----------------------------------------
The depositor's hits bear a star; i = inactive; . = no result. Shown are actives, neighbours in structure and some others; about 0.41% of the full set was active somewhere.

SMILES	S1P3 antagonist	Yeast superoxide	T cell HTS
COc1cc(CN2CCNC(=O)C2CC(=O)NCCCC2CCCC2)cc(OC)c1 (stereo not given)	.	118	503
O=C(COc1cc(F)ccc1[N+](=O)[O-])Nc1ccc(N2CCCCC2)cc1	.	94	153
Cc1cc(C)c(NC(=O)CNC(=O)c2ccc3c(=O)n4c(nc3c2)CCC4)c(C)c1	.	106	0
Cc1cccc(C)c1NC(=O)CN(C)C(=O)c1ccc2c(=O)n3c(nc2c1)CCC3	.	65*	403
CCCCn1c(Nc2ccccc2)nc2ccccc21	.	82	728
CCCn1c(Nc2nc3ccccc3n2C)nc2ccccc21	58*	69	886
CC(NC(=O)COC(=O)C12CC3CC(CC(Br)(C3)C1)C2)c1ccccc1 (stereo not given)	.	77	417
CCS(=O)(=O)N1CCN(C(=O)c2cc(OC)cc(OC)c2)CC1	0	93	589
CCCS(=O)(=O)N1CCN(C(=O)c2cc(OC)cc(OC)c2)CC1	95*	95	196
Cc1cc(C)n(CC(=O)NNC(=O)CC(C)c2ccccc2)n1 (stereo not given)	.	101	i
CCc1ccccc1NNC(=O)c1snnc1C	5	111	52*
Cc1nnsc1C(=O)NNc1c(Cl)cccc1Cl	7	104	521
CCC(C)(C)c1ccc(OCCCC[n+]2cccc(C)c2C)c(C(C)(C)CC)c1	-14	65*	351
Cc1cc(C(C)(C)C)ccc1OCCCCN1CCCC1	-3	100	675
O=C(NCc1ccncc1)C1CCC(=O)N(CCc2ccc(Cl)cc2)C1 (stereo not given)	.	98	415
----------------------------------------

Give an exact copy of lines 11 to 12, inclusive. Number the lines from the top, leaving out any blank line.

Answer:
CCCS(=O)(=O)N1CCN(C(=O)c2cc(OC)cc(OC)c2)CC1	95*	95	196
Cc1cc(C)n(CC(=O)NNC(=O)CC(C)c2ccccc2)n1 (stereo not given)	.	101	i